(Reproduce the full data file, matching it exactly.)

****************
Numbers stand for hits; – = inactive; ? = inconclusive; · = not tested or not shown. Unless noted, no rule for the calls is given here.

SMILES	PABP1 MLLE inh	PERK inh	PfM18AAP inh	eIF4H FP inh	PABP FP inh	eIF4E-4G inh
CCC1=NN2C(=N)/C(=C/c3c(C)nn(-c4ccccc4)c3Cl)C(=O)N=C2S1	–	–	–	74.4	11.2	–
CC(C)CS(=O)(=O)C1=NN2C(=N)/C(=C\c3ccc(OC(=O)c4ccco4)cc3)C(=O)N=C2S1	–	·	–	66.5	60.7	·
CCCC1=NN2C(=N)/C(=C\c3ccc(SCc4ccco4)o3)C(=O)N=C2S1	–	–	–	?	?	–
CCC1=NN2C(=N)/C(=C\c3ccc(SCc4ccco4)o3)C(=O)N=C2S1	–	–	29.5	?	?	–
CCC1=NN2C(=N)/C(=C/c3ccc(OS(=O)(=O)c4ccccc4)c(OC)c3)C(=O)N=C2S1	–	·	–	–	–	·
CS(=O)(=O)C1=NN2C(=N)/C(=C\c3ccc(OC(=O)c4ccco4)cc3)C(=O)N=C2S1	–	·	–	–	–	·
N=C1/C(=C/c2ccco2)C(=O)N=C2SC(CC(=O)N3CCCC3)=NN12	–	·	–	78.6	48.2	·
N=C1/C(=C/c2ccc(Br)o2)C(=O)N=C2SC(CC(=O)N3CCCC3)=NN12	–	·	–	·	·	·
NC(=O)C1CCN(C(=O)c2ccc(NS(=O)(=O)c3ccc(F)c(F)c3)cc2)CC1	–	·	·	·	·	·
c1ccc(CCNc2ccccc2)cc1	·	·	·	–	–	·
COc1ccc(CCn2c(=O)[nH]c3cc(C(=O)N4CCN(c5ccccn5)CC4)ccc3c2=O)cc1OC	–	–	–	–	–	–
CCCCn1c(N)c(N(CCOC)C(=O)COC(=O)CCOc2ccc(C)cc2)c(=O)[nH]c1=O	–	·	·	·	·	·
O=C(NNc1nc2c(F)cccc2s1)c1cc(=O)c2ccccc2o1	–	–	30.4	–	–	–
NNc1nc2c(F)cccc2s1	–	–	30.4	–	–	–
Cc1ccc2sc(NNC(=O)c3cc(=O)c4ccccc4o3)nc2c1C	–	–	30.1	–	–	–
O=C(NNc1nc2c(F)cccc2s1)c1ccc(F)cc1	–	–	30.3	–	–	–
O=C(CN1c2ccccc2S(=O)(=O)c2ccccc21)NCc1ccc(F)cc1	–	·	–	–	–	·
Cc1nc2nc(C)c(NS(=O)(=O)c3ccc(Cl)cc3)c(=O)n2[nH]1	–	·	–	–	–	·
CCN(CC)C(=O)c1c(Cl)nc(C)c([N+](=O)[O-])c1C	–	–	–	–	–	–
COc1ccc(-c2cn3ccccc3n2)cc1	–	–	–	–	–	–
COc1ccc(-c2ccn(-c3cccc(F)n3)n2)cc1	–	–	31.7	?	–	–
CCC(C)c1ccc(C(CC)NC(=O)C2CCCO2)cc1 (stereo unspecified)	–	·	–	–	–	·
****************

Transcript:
Numbers stand for hits; – = inactive; ? = inconclusive; · = not tested or not shown. Unless noted, no rule for the calls is given here.

SMILES	PABP1 MLLE inh	PERK inh	PfM18AAP inh	eIF4H FP inh	PABP FP inh	eIF4E-4G inh
CCC1=NN2C(=N)/C(=C/c3c(C)nn(-c4ccccc4)c3Cl)C(=O)N=C2S1	–	–	–	74.4	11.2	–
CC(C)CS(=O)(=O)C1=NN2C(=N)/C(=C\c3ccc(OC(=O)c4ccco4)cc3)C(=O)N=C2S1	–	·	–	66.5	60.7	·
CCCC1=NN2C(=N)/C(=C\c3ccc(SCc4ccco4)o3)C(=O)N=C2S1	–	–	–	?	?	–
CCC1=NN2C(=N)/C(=C\c3ccc(SCc4ccco4)o3)C(=O)N=C2S1	–	–	29.5	?	?	–
CCC1=NN2C(=N)/C(=C/c3ccc(OS(=O)(=O)c4ccccc4)c(OC)c3)C(=O)N=C2S1	–	·	–	–	–	·
CS(=O)(=O)C1=NN2C(=N)/C(=C\c3ccc(OC(=O)c4ccco4)cc3)C(=O)N=C2S1	–	·	–	–	–	·
N=C1/C(=C/c2ccco2)C(=O)N=C2SC(CC(=O)N3CCCC3)=NN12	–	·	–	78.6	48.2	·
N=C1/C(=C/c2ccc(Br)o2)C(=O)N=C2SC(CC(=O)N3CCCC3)=NN12	–	·	–	·	·	·
NC(=O)C1CCN(C(=O)c2ccc(NS(=O)(=O)c3ccc(F)c(F)c3)cc2)CC1	–	·	·	·	·	·
c1ccc(CCNc2ccccc2)cc1	·	·	·	–	–	·
COc1ccc(CCn2c(=O)[nH]c3cc(C(=O)N4CCN(c5ccccn5)CC4)ccc3c2=O)cc1OC	–	–	–	–	–	–
CCCCn1c(N)c(N(CCOC)C(=O)COC(=O)CCOc2ccc(C)cc2)c(=O)[nH]c1=O	–	·	·	·	·	·
O=C(NNc1nc2c(F)cccc2s1)c1cc(=O)c2ccccc2o1	–	–	30.4	–	–	–
NNc1nc2c(F)cccc2s1	–	–	30.4	–	–	–
Cc1ccc2sc(NNC(=O)c3cc(=O)c4ccccc4o3)nc2c1C	–	–	30.1	–	–	–
O=C(NNc1nc2c(F)cccc2s1)c1ccc(F)cc1	–	–	30.3	–	–	–
O=C(CN1c2ccccc2S(=O)(=O)c2ccccc21)NCc1ccc(F)cc1	–	·	–	–	–	·
Cc1nc2nc(C)c(NS(=O)(=O)c3ccc(Cl)cc3)c(=O)n2[nH]1	–	·	–	–	–	·
CCN(CC)C(=O)c1c(Cl)nc(C)c([N+](=O)[O-])c1C	–	–	–	–	–	–
COc1ccc(-c2cn3ccccc3n2)cc1	–	–	–	–	–	–
COc1ccc(-c2ccn(-c3cccc(F)n3)n2)cc1	–	–	31.7	?	–	–
CCC(C)c1ccc(C(CC)NC(=O)C2CCCO2)cc1 (stereo unspecified)	–	·	–	–	–	·